They’re talking about the horseshoe shaped zone of warm water basically east of the equatorial Pacific cool pool that signifies La Niña conditions. Conditions that are actually quite normal rather than “abnormally high” as the following model-driven nonsense claims.
Abnormally high ocean temperatures off the coast of northern Australia contributed to the extreme rainfall that flooded three-quarters of Queensland over the summer of 2010-11, scientists report.
A Sydney researcher, Jason Evans, ran a series of climate models and found above average sea surface temperatures throughout December 2010 increased the amount of rainfall across the state by 25 per cent on average.
While the study did not look at the cause of ocean warming in the region, a physical oceanographer, Matthew England, said climate change could not be excluded as a possible driver of this extreme rainfall event.
Between December 23 and 28 many places experienced up to 400 millimetres of rain in a few days. “That [means] 100 millimetres of rain was attributable to sea surface temperatures,” said Dr Evans, a future fellow at the University of NSW’s Climate Change Research Centre.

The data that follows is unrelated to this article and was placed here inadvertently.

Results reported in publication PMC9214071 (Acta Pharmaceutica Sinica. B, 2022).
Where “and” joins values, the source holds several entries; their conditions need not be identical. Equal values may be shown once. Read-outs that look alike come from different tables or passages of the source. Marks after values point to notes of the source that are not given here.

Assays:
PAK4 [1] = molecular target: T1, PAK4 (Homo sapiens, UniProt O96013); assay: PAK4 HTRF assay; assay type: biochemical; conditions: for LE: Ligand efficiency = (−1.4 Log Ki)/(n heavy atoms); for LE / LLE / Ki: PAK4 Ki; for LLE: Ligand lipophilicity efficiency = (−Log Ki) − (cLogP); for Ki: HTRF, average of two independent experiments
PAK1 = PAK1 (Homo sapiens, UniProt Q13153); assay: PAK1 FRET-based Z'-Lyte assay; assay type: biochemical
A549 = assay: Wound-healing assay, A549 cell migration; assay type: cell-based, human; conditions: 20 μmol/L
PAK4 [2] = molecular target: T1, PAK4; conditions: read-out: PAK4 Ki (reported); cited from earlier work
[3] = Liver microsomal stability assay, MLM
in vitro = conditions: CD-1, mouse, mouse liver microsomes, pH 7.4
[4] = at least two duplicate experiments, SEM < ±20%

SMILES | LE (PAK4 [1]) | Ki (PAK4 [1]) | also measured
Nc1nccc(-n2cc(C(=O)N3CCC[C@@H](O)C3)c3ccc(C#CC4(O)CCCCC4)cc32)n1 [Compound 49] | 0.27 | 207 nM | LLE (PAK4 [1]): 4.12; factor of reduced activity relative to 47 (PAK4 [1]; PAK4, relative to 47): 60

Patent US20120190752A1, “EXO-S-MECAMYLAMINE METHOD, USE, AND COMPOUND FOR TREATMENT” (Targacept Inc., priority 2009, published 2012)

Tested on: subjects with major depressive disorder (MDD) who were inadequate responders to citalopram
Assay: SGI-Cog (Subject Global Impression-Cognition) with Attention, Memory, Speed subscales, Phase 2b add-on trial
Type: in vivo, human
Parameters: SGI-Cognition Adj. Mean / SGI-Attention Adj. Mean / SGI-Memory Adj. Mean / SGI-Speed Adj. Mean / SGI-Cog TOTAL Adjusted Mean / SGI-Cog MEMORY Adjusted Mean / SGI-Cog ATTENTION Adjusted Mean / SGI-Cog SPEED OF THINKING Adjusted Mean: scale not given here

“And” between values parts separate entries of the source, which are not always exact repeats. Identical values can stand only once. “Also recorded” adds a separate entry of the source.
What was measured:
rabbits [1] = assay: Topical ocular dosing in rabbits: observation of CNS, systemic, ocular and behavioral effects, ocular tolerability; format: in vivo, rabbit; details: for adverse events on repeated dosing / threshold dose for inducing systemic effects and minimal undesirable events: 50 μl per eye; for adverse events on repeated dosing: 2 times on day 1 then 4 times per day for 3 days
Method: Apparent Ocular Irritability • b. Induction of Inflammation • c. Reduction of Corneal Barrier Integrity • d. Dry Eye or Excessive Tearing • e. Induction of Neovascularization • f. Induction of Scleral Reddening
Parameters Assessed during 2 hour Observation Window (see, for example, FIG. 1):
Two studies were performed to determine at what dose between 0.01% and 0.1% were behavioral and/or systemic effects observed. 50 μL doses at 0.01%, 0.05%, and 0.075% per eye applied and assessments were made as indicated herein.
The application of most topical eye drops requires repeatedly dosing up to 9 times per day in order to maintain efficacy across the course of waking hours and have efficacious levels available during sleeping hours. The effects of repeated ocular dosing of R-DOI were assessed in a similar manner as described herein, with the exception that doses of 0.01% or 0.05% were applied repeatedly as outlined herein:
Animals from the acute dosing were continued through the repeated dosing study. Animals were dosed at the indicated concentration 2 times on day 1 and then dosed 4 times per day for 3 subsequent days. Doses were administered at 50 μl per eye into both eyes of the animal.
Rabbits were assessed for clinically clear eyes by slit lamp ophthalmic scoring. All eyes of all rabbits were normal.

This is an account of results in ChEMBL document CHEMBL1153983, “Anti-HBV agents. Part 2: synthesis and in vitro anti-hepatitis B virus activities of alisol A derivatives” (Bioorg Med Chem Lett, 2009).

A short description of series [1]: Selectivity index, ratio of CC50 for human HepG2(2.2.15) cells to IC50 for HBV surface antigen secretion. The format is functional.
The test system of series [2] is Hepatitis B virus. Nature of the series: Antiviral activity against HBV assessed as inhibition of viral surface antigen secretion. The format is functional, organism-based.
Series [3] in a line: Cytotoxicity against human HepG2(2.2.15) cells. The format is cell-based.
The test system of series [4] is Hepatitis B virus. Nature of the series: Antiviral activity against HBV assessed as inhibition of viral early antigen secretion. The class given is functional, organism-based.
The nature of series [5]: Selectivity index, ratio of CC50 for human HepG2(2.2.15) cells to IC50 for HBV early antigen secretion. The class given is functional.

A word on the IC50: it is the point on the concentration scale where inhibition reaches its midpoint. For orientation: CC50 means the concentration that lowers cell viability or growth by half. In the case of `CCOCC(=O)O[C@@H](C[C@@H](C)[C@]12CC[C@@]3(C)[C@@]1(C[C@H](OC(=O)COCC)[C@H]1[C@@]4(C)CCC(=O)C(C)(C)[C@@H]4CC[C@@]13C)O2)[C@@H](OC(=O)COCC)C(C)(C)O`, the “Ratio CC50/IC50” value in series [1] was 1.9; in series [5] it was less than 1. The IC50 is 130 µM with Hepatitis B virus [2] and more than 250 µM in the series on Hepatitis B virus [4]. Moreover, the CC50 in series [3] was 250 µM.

While the flooding occurred during one of the strongest La Nina events on record it was insufficient to produce the extreme rainfall recorded, he said.
The effect of the high sea surface temperatures coupled with the impact of a La Nina, both of which are associated with above average rainfall over eastern Australia, plus tropical cyclone Tasha, combined to create an extreme weather event, he said.